I am trying to understand the intuition behind Bayesian and frequentist hypothesis testing and came up with the following example to understand the differences. Do you agree that the following reasoning and intuition is correct? Especially the intuitive reason for needing a prior.

Suppose that a covid test has 95% probability of being negative given that the patient is negative and 5% probability of testing positive given that he is negative. Suppose that the same test has a 60% probability of testing positive given that the patient is positive and 40% probability of testing negative given that he is positive. In summary:

$P(\text{tested negative} \vert \text{is negative})=0.95$

$P(\text{tested positive} \vert \text{is negative})=0.05$

$P(\text{tested negative} \vert \text{is positive})=0.40$

$P(\text{tested positive} \vert \text{is positive})=0.60$

Now suppose I want evidence to support the claim that the patient is positive. Suppose the patient tested positive.

Bayesian perspective:

From a Bayesian perspective, the evidence would be in the form of a probability, namely the probability that the patient is indeed positive given that he tested positive = $P(\text{is positive} \vert \text{tested positive})$.

As there are two possibilities:

  1. The patient tested positive and is positive
  2. The patient tested positive and is negative

It seems logical that the probability that the patient is positive given that he tested positive, is given by the quotient:

$\frac{P(\text{tested positive} \vert \text{is positive})}{P(\text{tested positive} \vert \text{is positive}) + P(\text{tested negative} \vert \text{is negative})}$ = $\frac{0.05}{0.05 + 0.95}$ = $0.05$

However, this calculation cannot be the correct probability, as it does not take into account the frequencies of being positive and being negative. For example in a country with no covid, the probability being positive should be 0 and not 0.05. Therefore we must multiply the 0.05 by the prior probability of being positive. As we do not know this probability we must set it subjectively.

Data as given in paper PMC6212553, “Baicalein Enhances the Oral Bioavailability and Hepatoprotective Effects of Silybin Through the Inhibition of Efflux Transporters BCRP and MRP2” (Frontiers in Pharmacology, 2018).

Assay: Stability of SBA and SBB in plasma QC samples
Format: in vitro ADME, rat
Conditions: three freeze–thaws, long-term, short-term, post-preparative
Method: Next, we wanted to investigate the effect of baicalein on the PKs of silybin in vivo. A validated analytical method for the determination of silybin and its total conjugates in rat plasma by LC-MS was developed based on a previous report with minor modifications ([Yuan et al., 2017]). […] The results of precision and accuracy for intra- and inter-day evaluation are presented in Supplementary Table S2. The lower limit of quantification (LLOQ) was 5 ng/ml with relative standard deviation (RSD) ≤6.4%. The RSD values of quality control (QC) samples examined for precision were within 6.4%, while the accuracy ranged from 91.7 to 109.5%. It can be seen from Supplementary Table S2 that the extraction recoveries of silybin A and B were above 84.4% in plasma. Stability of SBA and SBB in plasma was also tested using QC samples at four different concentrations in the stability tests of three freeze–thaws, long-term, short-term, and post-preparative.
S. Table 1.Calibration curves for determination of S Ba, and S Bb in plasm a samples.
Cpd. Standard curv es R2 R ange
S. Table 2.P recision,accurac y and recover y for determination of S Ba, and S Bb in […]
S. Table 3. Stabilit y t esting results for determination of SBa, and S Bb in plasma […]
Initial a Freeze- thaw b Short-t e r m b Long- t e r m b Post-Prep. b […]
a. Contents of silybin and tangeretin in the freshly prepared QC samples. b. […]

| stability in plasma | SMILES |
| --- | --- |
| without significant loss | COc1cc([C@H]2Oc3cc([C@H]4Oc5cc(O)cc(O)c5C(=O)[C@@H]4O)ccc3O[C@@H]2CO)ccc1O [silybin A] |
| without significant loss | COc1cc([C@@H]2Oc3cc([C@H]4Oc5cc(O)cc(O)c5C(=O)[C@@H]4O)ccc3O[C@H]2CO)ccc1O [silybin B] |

Frequentist perspective:

From a frequentist perspective, if we want to provide evidence for the claim that the patient is indeed positive then we assume the opposite and assess how unlikely/suprising this result is. Hence, we want to find the probability that the patient is positive given that he is negative = $P(\text{tested positive} \vert \text{is negative})=0.05$. We cannot say that the patient is 5% likely to be positive, but we can say that assuming if he were negative, such a result would only occur 5% of the time. Therefore, if we consider 5% to be suprising enough (95% threshold), we will accept this a strong evidence for the hypothesis that the patient is positive.


2 Answers 2


It's not the best example to understand both approaches. In your example, you know all the probabilities and the answer can be given directly from this knowledge, there's nothing Bayesian or frequentist about it. Using Bayes theorem for calculation doesn't make it Bayesian, as it is a general theorem about probabilities.

Bayesians vs frequentists differ in how they learn from the data. What Bayesians do differently is they assume priors for the distributions of the unknown parameters and use the Bayes theorem to update the priors using the data. Frequentists consider only the data. The other difference is how they think of probabilities, as a subjective measure of belief in something vs a statement about long run frequencies. So they would differ in estimating the probability from the data and interpreting it.


I think the example you picked is not going to serve well to pin down the difference between the bayesian and frequentist approach in regards to hypothesis testing, because hypothesis testing is already done by the researchers to create the information below:

𝑃(tested negative|is negative)=0.95  
𝑃(tested positive|is negative)=0.05  
𝑃(tested negative|is positive)=0.40  
𝑃(tested positive|is positive)=0.60

When you have this model of the world - a probability distribution that applies to a population-, regardless of a frequentist or bayesian approach, we can apply the probability theorem and the Bayes' rule, which is a fundamental mathematical fact. There is no need to do hypothesis testing because you already have the model at hand.

I would recommend to look at A/B testing with proportions - a hypothesis test to come up with probabilities for 2 groups and decide whether the difference for these proportions is significant enough to use it as a model -. It should be relatively easy to find hands-on examples from both schools of thought. I hope this helps.


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